Thirsty South Floridians descended onto the lawn of the Delray Beach Center for the Arts this past Friday for the third-annual Old School BeerFest, a craft-beer-leaning (but not exclusive) fundraising event for the downtown arts complex.
Hundreds braved the excruciatingly pleasant weather to enjoy samplings from some of the big names of brewing in our region: Terrapin Beer Co., Sweetwater Brewing Co., Founders Brewing Co., Cigar City Brewing, New Belgium Brewing, and Harpoon Brewery among many others.
Local participants included Delray Beach's own SaltWater Brewery, which brought in a randal (a device to give flavors to beers on the fly) to treat their Chocolate Mayday beer with coffee beans and vanilla. Brewer Dustin Jeffers remarked on their recent growth into a distribution contract with Brown Distributing. "Delray Beach is our home, so we're going to make sure the local venues here are happy," he said. "We're prepared for this." Expect to see SaltWater beers out in the wild with some introductory beer dinners and food pairings starting in mid-June. Observant fans might notice a keg here or there (like at the Lion and Eagle English Pub this past weekend) scattered through until it reaches wider distribution.
But this wasn't just about the commercial favorites. Scattered about the fringes were some of the up-and-coming groups vying to make crowd-pleasing concoctions and further their names.
The standout of the night, however, was the up-and-coming Wild Oak Artisan Ales, a funky and wood-filled project by Christopher McElveen and brewer Matt Manthe of Brewzzi in Boca Raton. The E.I.E.I.O. farmhouse saison was an especially mature and grassy beer, highlighting the style with a level of precision that shows Manthe really knows his stuff. Hit up the Brewzzi in Boca Raton for the brewmaster's selection, a rotating line of crafty recipes that are sure to touch your inner beer nerd.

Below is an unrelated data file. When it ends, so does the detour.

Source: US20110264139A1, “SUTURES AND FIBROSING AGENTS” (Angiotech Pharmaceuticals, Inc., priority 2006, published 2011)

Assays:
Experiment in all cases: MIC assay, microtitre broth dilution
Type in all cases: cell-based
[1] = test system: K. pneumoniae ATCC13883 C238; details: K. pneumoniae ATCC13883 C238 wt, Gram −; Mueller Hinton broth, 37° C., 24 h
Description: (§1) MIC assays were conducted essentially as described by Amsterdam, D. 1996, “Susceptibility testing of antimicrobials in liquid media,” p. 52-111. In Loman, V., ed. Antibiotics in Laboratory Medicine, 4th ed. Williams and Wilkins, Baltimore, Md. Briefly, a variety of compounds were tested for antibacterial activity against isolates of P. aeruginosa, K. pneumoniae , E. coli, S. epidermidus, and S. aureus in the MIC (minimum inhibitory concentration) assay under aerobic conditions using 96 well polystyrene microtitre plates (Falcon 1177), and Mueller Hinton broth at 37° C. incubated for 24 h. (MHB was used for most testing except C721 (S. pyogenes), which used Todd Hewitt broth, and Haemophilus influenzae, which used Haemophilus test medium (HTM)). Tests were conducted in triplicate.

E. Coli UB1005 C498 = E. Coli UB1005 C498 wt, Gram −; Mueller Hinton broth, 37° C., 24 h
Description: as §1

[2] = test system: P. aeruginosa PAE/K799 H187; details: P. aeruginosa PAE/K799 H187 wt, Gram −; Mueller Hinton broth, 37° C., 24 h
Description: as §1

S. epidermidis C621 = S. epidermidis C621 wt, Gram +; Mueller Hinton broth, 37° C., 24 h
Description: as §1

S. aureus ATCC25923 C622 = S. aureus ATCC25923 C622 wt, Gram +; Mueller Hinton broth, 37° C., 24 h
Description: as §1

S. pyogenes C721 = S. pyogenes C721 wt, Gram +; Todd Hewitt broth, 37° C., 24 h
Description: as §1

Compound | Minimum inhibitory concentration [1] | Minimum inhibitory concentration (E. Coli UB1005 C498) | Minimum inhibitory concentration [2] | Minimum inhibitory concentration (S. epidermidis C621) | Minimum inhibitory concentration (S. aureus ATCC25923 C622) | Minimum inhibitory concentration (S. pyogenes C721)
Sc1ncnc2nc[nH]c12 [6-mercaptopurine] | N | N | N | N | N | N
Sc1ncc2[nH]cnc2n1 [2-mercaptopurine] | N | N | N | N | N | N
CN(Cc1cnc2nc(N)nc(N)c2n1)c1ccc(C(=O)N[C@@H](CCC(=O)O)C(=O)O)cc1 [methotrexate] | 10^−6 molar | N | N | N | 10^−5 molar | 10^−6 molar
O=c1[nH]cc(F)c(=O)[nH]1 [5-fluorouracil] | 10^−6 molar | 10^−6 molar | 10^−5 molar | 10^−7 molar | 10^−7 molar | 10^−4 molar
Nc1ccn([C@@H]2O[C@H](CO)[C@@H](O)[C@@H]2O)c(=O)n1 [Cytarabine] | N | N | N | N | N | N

Besides beer, the event featured local blues/funk/pop covers by Pocket Change and Jay Blues Band, who grooved people in a way that only a couple of hours of craft beer can provide. Social lubricant indeed.
As for the festival itself, it seemed to go off without a hitch, with brewers able to keep the taps flowing until the end, and if kegs kicked or bottles ran dry it was within minutes of last call. Food was plentiful, aromas wafting through the air, with the crowd having a good time. Events at Old School Square always surprise me with how much space there is at the center. Which is good, because nothing is worse than a crowded beer festival.
If Old School BeerFest makes it back next year for round four, make a note to attend. It's a great event for those getting into craft beers and seems to always have at least a few surprises for the beer nerds.
Doug Fairall is a craft beer blogger who focuses on Florida beers and has been a homebrewer since 2010. For beer things in your Twitter feed, follow him @DougFairall and find the latest beer pics on Instagram.
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